Beef producers can achieve feed efficiency gains of about 5% by using Enogen corn, a new lifecycle assessment released by Syngenta Seeds and the University of Arkansas Resiliency Center (UARC) has found.
The analysis shows “the potential for beef producers to reduce their environmental footprint by using the corn,” which was originally developed to enhance ethanol production, Syngenta said.
UARC based the assessment on studies done at the University of Nebraska and Kansas State University. The feed efficiency gains “can lead to reduced emissions and less consumption of natural resources — while still helping farmers maximize their operations,” Syngenta said in a news release.
“Enogen corn for feed, fed to cattle as grain or silage, helps convert starch to sugar more efficiently, resulting in more readily available energy for livestock,” Syngenta said. “The purpose of the UARC study was to evaluate the performance of Enogen corn for feed — compared to conventional feed corn — when used as an ingredient in their operations.”
UARC’s findings “indicate that an improvement in feed efficiency — as demonstrated in University of Nebraska-Lincoln (UNL) feeding trials — results in approximately 6% improvement in the four key environmental performance metrics of beef production,” Syngenta said.
“The observed environmental performance improvement during the backgrounding phase — as seen in Kansas State University trials — was in the 3.5-5% range, which suggests Enogen corn for feed is an important potential technology for mitigation of environmental impact in this phase of beef production, as well,” the company said.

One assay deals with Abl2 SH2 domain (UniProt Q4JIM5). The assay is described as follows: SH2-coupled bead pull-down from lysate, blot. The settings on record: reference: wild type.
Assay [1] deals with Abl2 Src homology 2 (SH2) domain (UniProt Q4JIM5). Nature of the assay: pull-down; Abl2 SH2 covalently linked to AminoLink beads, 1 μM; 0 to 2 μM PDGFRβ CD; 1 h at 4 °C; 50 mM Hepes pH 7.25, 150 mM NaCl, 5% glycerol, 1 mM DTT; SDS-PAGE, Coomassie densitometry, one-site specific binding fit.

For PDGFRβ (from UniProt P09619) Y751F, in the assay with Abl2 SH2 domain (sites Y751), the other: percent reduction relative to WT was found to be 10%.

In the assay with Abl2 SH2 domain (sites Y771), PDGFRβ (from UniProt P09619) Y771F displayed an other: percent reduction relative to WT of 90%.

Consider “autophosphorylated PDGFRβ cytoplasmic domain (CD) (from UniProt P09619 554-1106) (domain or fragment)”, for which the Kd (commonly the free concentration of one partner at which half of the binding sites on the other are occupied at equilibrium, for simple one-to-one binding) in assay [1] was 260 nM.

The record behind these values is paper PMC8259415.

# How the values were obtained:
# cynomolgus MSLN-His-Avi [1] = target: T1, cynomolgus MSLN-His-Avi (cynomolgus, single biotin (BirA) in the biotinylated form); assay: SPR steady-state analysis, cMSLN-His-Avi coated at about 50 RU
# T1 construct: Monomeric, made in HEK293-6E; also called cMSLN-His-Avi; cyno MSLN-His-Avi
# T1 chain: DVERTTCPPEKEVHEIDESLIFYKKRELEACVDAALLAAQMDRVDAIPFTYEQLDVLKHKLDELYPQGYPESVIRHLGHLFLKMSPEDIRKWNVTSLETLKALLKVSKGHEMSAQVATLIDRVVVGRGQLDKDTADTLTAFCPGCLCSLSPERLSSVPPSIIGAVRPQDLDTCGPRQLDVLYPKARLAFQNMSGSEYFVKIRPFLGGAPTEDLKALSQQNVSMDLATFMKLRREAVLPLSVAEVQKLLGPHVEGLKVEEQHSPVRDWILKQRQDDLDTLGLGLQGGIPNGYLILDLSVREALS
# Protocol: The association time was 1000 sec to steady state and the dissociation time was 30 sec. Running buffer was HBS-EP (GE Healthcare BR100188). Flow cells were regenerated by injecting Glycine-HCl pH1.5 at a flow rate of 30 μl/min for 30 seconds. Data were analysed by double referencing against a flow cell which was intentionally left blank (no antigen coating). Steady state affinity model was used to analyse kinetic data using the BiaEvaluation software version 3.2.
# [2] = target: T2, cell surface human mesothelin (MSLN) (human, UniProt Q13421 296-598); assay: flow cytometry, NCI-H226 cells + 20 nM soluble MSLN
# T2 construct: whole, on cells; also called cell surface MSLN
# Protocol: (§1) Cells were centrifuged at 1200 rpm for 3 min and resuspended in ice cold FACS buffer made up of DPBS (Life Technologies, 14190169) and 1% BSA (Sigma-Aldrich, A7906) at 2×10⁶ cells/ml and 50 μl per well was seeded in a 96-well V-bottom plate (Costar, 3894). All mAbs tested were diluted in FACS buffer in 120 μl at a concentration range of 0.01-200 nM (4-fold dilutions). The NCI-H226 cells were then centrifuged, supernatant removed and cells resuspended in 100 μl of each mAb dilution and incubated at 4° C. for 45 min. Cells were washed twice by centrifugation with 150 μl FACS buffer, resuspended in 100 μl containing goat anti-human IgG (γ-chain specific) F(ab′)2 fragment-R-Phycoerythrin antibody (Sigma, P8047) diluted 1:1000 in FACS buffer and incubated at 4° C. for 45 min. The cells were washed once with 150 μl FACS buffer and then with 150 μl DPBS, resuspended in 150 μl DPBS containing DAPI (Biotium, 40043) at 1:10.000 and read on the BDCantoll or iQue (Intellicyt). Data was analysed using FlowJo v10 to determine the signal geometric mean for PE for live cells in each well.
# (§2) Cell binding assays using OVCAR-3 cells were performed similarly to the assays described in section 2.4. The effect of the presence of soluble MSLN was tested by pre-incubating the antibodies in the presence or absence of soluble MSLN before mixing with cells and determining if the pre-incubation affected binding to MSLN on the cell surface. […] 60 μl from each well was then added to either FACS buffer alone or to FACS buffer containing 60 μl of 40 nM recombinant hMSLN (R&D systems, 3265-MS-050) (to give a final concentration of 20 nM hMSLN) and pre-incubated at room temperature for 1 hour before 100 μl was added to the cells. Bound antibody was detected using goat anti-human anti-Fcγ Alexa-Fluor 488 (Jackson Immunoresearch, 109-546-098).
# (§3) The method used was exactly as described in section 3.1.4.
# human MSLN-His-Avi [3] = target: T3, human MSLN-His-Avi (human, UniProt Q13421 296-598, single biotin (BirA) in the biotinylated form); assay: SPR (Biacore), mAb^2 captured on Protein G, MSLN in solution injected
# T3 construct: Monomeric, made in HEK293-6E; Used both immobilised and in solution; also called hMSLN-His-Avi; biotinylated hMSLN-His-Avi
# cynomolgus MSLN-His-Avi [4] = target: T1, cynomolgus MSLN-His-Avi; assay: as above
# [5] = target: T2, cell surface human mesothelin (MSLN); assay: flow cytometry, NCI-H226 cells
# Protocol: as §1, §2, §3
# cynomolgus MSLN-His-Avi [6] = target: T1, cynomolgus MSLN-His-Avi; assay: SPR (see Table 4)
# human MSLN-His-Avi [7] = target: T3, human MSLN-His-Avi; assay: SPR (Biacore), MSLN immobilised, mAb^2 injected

“Backgrounding is a beef production system that involves maximal use of pasture and forages from the time calves are weaned until they are placed in a feedlot,” according to Penn State Extension.
Among the findings: The analysis showed that per 1,000 head, a 5% increase in feed efficiency in a beef backgrounding and feed yard operation could potentially yield” greenhouse gas reductions equal to removing 35 passenger cars from the road for one year.
Nathan Fields, vice president for production and sustainability at the National Corn Growers Association, said in an email that NCGA has been aware for some time of the studies showing the 5% feed-efficiency gains “and have seen a steady rate of adoption by growers.”
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As to who might get credit for the more efficient feed in still-nascent carbon markets, Fields said, “That is something I believe the entire ag/food supply chain is grappling with. Growers are immediately focused on how certain conservation practices can increase production efficiency while also increasing soil organic carbon, making them a player in the speculative carbon markets.”
Many growers are interested in tapping into the additional revenue stream that participation in carbon markets could provide, but others are considering “whether or not that value is better leveraged by our downstream customers to spur demand (thus keeping prices higher),” Fields said. “In a case like this, I can see the potential for growers to get in on that value-sharing, but it would likely take the beef producer contracting with growers of Enogen on how that premium can be shared.”
A report released last year by Newtrient, which is funded by dairy co-ops to help dairy farmers manage their environmental footprint, discussed promising feed additive technologies but said many were years from gaining approval because of regulatory barriers.
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